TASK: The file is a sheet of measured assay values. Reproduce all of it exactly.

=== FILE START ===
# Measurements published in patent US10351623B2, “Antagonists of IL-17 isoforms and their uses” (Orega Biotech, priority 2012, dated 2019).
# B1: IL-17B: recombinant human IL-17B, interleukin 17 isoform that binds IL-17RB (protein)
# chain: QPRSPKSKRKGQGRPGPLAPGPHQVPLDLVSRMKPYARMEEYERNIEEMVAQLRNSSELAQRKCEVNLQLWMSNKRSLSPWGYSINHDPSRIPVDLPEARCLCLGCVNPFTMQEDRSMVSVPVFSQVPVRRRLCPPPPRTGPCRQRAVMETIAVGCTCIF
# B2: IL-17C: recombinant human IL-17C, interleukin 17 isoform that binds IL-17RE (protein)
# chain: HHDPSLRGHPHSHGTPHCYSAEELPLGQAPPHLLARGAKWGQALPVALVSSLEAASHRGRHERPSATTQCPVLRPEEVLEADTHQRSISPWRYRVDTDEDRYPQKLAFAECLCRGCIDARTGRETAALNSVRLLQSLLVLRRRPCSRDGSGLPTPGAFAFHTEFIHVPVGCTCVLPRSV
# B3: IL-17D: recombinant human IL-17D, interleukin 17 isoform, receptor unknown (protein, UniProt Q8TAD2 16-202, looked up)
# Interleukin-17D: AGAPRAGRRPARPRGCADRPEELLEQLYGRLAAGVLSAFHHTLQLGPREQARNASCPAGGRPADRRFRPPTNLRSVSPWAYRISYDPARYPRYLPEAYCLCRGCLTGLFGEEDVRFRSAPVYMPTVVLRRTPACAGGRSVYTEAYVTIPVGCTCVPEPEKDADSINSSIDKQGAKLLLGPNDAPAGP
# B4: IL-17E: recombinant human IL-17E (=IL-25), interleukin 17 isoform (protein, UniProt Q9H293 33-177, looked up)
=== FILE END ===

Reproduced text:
# Measurements published in patent US10351623B2, “Antagonists of IL-17 isoforms and their uses” (Orega Biotech, priority 2012, dated 2019).
# B1: IL-17B: recombinant human IL-17B, interleukin 17 isoform that binds IL-17RB (protein)
# chain: QPRSPKSKRKGQGRPGPLAPGPHQVPLDLVSRMKPYARMEEYERNIEEMVAQLRNSSELAQRKCEVNLQLWMSNKRSLSPWGYSINHDPSRIPVDLPEARCLCLGCVNPFTMQEDRSMVSVPVFSQVPVRRRLCPPPPRTGPCRQRAVMETIAVGCTCIF
# B2: IL-17C: recombinant human IL-17C, interleukin 17 isoform that binds IL-17RE (protein)
# chain: HHDPSLRGHPHSHGTPHCYSAEELPLGQAPPHLLARGAKWGQALPVALVSSLEAASHRGRHERPSATTQCPVLRPEEVLEADTHQRSISPWRYRVDTDEDRYPQKLAFAECLCRGCIDARTGRETAALNSVRLLQSLLVLRRRPCSRDGSGLPTPGAFAFHTEFIHVPVGCTCVLPRSV
# B3: IL-17D: recombinant human IL-17D, interleukin 17 isoform, receptor unknown (protein, UniProt Q8TAD2 16-202, looked up)
# Interleukin-17D: AGAPRAGRRPARPRGCADRPEELLEQLYGRLAAGVLSAFHHTLQLGPREQARNASCPAGGRPADRRFRPPTNLRSVSPWAYRISYDPARYPRYLPEAYCLCRGCLTGLFGEEDVRFRSAPVYMPTVVLRRTPACAGGRSVYTEAYVTIPVGCTCVPEPEKDADSINSSIDKQGAKLLLGPNDAPAGP
# B4: IL-17E: recombinant human IL-17E (=IL-25), interleukin 17 isoform (protein, UniProt Q9H293 33-177, looked up)